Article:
Here's a little gem I still chuckle about: A friend has a business and one of her customers that she had been having trouble with called up and just unloaded on her one time. Well, several times actually. He thought he was being cute by paying with money orders and "blocking" his number when he'd call. Well, after she had enough and told him she wouldn't sell him anything anymore and politely telling him off, he started calling her 800 # and being abusive. Nuff's enough. She looked up his number (like I said, you can't block when calling toll free) and she called up his wife. Knowing he was at work she called when he was gone a few times and just asked if "poopsie" was there and carried on in tears that the new fur coat had gotten stained and she didn't know what to do, have him call her right away it's an emergency! Then called later with another emergency that the diamond was falling out of the ring... and I don't know whether she called about being pregnant.... She wasn't sure whether to go that far. I nearly fell off the barstool when she told me that one!


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RE: Debt Collectors

I was in this same situation for a while. I always said "He does not live here. He does not have a phone. I will not take messages for him. I will not give out any information. This is not HIS phone it is MY phone and stop calling." Once a credit card comapny rep was extremely rude to me, in much the same way as you have experienced. I asked them who in their company was not doing their job, to give someone with such a bad credit history a card. The person then started telling ME to mind my own business HaHaHA! I got very apologetic call the next day from the comapny - apparently these calls are often recordedand reviewed for harrassment cases....That particular company never called again. My DS then paid all his stuff off - and last week his phone was cut off for non-payment....and he had the receipts to prove he had paid at the bank. It was kind of nice for me to see the tables being turned!!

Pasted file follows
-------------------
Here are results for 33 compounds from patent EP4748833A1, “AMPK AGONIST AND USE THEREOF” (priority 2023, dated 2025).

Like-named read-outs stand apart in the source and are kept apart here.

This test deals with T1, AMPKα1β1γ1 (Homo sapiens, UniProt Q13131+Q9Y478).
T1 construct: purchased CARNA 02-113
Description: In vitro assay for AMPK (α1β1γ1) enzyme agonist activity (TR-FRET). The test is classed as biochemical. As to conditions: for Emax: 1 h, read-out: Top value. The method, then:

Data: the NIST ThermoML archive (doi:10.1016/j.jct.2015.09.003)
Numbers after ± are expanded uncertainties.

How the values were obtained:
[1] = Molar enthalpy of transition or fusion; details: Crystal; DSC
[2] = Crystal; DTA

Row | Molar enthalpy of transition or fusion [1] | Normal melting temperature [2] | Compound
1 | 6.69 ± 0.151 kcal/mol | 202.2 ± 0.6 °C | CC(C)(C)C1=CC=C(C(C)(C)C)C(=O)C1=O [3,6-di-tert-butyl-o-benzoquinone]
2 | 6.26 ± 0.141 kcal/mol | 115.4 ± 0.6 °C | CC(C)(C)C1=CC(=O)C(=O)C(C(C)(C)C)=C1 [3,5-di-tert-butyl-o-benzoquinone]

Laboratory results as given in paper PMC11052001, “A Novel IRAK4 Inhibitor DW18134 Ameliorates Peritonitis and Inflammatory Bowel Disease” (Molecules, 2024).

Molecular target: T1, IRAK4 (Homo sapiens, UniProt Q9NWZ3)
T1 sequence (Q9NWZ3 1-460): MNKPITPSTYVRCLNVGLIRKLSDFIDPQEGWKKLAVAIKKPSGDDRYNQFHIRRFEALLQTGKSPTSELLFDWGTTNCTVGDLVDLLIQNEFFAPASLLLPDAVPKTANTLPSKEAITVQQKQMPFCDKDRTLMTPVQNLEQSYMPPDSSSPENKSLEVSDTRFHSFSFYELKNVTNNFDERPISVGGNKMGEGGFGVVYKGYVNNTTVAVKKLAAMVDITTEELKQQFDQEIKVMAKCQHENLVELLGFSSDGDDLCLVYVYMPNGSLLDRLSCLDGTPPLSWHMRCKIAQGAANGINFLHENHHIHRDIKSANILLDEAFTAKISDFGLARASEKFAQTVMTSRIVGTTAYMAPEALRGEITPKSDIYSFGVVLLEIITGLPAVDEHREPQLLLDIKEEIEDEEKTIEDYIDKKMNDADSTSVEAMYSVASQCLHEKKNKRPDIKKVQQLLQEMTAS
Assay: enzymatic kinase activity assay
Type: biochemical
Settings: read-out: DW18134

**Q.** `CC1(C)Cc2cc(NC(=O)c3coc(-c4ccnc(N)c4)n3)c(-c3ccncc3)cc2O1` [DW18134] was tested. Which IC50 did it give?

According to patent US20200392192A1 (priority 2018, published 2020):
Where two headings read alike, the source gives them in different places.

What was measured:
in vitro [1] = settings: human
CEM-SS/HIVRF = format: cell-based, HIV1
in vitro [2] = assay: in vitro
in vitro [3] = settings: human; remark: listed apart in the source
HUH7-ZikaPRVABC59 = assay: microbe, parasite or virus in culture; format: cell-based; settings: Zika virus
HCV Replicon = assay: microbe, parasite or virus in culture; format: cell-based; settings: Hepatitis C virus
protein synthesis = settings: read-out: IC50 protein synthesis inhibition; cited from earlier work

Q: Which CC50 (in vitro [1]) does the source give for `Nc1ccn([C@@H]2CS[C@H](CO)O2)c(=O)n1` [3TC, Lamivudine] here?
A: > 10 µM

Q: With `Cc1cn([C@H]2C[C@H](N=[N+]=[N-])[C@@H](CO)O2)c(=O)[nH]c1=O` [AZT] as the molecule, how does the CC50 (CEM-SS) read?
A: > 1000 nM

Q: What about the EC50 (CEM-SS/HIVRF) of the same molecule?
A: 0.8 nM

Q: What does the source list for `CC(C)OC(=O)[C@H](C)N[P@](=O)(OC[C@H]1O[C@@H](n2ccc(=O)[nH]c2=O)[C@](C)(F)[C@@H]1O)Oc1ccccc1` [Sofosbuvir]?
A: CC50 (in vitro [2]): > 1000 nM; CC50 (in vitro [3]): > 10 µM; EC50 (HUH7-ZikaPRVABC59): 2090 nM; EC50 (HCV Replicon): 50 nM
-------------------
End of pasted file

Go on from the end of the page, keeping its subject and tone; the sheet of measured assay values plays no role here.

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RE: Debt Collectors

I had the same problem when my deadbeat sister lived at my house for a short time. After she moved out, I soon learned she had a list of creditors a mile long.

What finally got rid of them by saying "She doesn't live here anymore...she also owes ME money. If you find her, let me know where she is".

It worked.


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RE: Debt Collectors

Lol, Monica! I bet that did work!

Ilene, so sorry you are going through this ordeal. You are being harrassed & have done nothing wrong.

Joyful Guy gave excellent advice, imo. Just be a broken record. Be unyielding & persistant & they will see that you can't be intimidated by their antics. I hope they leave you alone asap!


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RE: Debt Collectors

I have not had a call since Saturday. On Saturday, I had three calls. On the third call, I literally screamed into the phone, "WOULD YOU PEOPLE QUIT CALLING THIS NUMBER!!!!!!!!!!!!!!!!!!!!!!!!!!!!!" (I was not having a good day, anyway) and the guy hung up on me. Hallelujah, have I found something that works at last? I sure hope so. But time will tell.

No way I'm going to help them. Then I'll be their Go-to Girl every time.

But you know what REALLY frosts my cookies? I just heard an advertisement on TV. It was a car dealership. They said "Bad Credit? NO PROBLEM! We won't even check your credit! All we need to see is a paycheck stub in the amount of $300 or more a week!" Can you believe this? I know that when a person's credit is bad, they have to pay higher interest than people with good credit do. I'm mildly curious as to what the interest rate is on this kind of deal. I bet it's huge. Businesses that make this kind of deal with people are not businesses. They're rackets. Somebody that makes $300 a week is not making big money, even here in Oklahoma. Rent is going to take up AT LEAST one whole paycheck, and that's if they're renting a very tiny apartment in a poor neighborhood. And then there's utils and food and gas and all that other stuff these people buy. Are they going to have enough money to even make the first few car payments? I seriously doubt it.


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RE: Debt Collectors